Tiger Census goes digital in Karnataka
The field data collection for tiger enumeration or “Tiger Census” goes digital in the country in order to reduce human error and provide more reliable estimates. In the All-India Tiger Estimation, already in progress, in Karnataka as the authorities plan to eliminate the process of manual recording of signs of the carnivore and other habitat details.
Instead, an app named M-STRiPES (Monitoring System For Tigers-Intensive Protection and Ecological Status) developed by the Wildlife Institute of India, Dehradun, is being used for the first time. Though the app has already been in place in some national parks, its usage and application has been made mandatory only now, for the fourth All-India Tiger Estimation.
P.S. Somashekar, director general of the National Tiger Conservation Authority (NTCA), southern region, said that the use of the app would ensure a more robust estimate. “All these years, data pertaining to carnivore signs, pellets and status of habitat was manually recorded in the prescribed format on a paper by the field staff, but this exercise was prone to errors. With the availability of M-STRiPES, the probability of human error will be eliminated,” he said.
M-STRiPES is free app that is made available to staff participating in the tiger census exercise, and they will feed in their observations during the carnivore sign survey and transect marking. Details such as pellet density, vegetation status and human disturbance, if any, will also be recorded.
Training for staff
The field staff and senior officials of the Forest Department have been trained on how to use the app at a programme in Bandipur and Mudumalai from December 5 to 7.
Ambadi Madhav, director of Bandipur Tiger Reserve, said: “This programme will [be to] train the trainers, and they in turn will impart the skills to junior staff in their jurisdiction.” Besides, key technical staff involved in operation of the software will undergo an advanced training course in Delhi in December.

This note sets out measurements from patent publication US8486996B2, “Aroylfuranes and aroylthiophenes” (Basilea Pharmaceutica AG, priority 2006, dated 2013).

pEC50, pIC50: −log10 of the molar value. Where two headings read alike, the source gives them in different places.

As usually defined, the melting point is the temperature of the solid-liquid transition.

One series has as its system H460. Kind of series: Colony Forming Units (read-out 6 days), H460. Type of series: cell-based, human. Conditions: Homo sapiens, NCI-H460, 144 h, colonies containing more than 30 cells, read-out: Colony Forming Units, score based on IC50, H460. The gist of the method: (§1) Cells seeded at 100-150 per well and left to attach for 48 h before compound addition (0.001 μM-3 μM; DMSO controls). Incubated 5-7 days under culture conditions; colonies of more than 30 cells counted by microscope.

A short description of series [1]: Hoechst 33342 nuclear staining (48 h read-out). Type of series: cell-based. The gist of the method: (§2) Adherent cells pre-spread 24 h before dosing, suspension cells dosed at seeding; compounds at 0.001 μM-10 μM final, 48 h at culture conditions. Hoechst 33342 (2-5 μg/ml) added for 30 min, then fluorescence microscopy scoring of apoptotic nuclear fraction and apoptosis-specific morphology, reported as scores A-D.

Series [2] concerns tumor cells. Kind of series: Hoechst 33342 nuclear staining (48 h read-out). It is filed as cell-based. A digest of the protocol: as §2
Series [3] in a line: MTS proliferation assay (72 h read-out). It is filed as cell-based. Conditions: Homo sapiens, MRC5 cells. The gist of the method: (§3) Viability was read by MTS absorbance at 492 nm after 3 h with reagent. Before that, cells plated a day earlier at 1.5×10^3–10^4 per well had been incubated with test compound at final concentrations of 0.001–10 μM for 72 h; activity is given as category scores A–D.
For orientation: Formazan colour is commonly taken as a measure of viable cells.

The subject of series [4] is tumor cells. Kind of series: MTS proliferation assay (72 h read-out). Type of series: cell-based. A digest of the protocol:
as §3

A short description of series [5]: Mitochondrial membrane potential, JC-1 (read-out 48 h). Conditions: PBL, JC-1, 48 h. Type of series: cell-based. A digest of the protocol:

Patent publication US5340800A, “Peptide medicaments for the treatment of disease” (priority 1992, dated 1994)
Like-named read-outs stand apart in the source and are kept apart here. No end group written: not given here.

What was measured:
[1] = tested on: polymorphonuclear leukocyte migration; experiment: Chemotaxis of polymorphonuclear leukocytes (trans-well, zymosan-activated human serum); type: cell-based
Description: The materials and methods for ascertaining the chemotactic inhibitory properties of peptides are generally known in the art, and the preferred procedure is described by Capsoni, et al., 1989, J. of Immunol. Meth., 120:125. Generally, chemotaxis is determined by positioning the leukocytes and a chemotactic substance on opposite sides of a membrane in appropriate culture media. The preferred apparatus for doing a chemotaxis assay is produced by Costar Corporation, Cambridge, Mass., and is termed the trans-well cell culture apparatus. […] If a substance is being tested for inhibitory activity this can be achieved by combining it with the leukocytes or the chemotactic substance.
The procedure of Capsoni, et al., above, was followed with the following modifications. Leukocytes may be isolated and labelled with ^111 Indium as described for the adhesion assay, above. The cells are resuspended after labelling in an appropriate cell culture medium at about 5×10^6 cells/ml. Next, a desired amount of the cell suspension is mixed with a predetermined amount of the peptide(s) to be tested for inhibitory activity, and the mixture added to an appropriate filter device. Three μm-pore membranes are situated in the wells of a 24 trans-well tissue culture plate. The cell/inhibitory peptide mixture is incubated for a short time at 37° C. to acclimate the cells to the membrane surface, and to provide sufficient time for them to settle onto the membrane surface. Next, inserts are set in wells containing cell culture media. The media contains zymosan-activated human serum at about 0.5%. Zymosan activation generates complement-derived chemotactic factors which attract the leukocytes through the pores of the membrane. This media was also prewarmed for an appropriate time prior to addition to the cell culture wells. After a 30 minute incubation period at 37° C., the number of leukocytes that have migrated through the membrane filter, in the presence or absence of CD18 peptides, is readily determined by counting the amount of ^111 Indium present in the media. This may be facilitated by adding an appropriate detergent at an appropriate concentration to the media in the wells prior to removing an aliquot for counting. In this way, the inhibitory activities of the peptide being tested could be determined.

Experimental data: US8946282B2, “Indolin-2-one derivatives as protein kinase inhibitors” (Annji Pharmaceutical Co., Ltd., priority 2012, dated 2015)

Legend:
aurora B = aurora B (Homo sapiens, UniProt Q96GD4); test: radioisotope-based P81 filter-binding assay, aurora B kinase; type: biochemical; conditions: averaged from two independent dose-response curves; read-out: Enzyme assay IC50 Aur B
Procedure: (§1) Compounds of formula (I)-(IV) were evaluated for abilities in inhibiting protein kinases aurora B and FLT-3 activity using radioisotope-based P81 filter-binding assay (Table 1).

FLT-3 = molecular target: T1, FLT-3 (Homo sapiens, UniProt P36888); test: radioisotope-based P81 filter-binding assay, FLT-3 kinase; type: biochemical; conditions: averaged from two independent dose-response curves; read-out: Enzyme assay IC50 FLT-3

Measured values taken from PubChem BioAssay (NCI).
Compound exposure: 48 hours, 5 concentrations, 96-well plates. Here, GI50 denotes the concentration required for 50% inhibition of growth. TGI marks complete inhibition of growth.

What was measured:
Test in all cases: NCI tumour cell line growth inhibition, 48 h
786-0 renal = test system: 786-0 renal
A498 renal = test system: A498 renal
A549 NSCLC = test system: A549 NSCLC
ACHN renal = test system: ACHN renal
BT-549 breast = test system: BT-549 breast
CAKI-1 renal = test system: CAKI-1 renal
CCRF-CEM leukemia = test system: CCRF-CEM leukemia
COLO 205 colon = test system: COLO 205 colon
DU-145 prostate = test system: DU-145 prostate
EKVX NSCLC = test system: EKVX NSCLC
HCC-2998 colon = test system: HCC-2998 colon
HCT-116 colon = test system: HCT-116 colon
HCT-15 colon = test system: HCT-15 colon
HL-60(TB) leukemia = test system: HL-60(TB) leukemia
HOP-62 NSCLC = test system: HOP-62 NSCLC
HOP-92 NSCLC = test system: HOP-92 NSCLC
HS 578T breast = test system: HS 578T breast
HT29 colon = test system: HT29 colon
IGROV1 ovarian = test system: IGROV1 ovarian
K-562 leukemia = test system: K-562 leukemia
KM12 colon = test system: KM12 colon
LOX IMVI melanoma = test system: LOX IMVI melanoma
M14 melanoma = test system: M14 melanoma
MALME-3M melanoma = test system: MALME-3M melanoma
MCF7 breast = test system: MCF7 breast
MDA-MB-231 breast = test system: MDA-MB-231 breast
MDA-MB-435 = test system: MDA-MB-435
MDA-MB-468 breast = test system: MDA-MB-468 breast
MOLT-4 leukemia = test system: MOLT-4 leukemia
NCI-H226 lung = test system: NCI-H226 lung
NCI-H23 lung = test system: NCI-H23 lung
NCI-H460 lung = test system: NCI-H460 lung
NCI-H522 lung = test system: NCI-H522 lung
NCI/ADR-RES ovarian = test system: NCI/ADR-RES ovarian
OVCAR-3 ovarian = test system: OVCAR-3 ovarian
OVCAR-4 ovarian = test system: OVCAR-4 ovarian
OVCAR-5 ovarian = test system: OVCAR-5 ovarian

However, the use of an app in habitat monitoring is not new. Bandipur had “Hejje” or Pugmark, an Andrioid-based app, while the BRT started with Huli. The GIS-based app will give real-time data on forest habitats besides providing live update of monitoring and patrolling activities. But the nationwide introduction of M-STRiPES paves the way for greater standardization and elimination of inconsistencies in data interpretation.
The national tiger estimates are conducted once in four years, with the first conducted in 2006. That exercise pegged the tiger count at 1,411, with the statistical lower limit pegged at 1,165 and the upper limit, 1,657. In 2010, the count changed to 1,706, with 1,520 being the lower limit and 1,909 the upper limit.
In 2006, Karnataka accounted for 290 tigers, with a lower limit of 241 and an upper limit of 339. In 2010, the count was 300 tigers, with the lower limit pegged at 280 and the upper limit, 320.
The Western Ghat landscape, comprising of the four states, Karnataka, Kerala, Tamil Nadu and Goa, had accounted for 776 tigers in 2014, with the Bandipur-Nagarahole-Madumalai-Wayanad complex harboring 570 tigers – reckoned to be the world’s single largest tiger population in a landscape.
The last nationwide assessment, held in 2014, pegged the tiger figures across the country at 2,226. Karnataka alone is home to a whopping 400 tigers, a bulk of them in Bandipur and Nagarahole.